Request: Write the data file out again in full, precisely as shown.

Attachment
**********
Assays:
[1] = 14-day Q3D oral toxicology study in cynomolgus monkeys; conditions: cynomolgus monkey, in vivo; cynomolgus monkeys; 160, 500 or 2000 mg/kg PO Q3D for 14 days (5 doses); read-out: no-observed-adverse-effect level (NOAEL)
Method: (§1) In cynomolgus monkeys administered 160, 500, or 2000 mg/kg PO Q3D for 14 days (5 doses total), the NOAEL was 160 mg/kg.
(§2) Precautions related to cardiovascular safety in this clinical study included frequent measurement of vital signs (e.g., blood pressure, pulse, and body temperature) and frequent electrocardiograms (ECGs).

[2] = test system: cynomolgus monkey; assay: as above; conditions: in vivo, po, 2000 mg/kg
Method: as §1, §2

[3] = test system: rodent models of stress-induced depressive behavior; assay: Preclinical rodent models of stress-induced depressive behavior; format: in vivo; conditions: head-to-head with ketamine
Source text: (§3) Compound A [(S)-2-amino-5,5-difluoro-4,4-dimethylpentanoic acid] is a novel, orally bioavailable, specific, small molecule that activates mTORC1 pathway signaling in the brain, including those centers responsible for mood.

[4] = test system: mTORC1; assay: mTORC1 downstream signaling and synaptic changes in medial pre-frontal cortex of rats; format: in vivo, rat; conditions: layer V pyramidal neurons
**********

Assays:
[1] = 14-day Q3D oral toxicology study in cynomolgus monkeys; conditions: cynomolgus monkey, in vivo; cynomolgus monkeys; 160, 500 or 2000 mg/kg PO Q3D for 14 days (5 doses); read-out: no-observed-adverse-effect level (NOAEL)
Method: (§1) In cynomolgus monkeys administered 160, 500, or 2000 mg/kg PO Q3D for 14 days (5 doses total), the NOAEL was 160 mg/kg.
(§2) Precautions related to cardiovascular safety in this clinical study included frequent measurement of vital signs (e.g., blood pressure, pulse, and body temperature) and frequent electrocardiograms (ECGs).

[2] = test system: cynomolgus monkey; assay: as above; conditions: in vivo, po, 2000 mg/kg
Method: as §1, §2

[3] = test system: rodent models of stress-induced depressive behavior; assay: Preclinical rodent models of stress-induced depressive behavior; format: in vivo; conditions: head-to-head with ketamine
Source text: (§3) Compound A [(S)-2-amino-5,5-difluoro-4,4-dimethylpentanoic acid] is a novel, orally bioavailable, specific, small molecule that activates mTORC1 pathway signaling in the brain, including those centers responsible for mood.

[4] = test system: mTORC1; assay: mTORC1 downstream signaling and synaptic changes in medial pre-frontal cortex of rats; format: in vivo, rat; conditions: layer V pyramidal neurons